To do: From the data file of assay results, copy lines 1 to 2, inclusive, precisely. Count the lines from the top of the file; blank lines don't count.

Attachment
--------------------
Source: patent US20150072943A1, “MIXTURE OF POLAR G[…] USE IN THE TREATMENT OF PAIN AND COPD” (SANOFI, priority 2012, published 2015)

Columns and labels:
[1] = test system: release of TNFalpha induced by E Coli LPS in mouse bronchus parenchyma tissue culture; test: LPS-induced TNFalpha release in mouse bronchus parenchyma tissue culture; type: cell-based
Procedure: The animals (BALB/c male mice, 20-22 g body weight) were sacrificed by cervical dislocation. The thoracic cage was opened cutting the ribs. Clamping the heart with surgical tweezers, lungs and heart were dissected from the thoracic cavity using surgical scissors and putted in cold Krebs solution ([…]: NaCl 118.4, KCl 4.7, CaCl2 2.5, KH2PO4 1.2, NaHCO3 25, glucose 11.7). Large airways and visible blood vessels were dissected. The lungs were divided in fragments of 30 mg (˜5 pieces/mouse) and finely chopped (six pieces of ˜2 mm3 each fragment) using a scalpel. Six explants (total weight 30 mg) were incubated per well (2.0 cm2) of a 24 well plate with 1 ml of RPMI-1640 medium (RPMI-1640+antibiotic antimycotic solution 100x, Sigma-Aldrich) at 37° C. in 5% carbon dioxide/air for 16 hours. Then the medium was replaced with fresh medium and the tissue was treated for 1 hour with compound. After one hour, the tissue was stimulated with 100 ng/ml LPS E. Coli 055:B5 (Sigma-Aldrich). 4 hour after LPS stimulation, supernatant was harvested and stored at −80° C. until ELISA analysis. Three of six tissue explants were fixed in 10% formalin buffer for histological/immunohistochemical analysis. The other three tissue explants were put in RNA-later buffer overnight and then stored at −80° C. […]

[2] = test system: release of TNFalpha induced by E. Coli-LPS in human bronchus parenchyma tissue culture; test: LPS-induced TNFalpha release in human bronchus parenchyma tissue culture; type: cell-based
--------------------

Source: patent US20150072943A1, “MIXTURE OF POLAR G[…] USE IN THE TREATMENT OF PAIN AND COPD” (SANOFI, priority 2012, published 2015)

Columns and labels: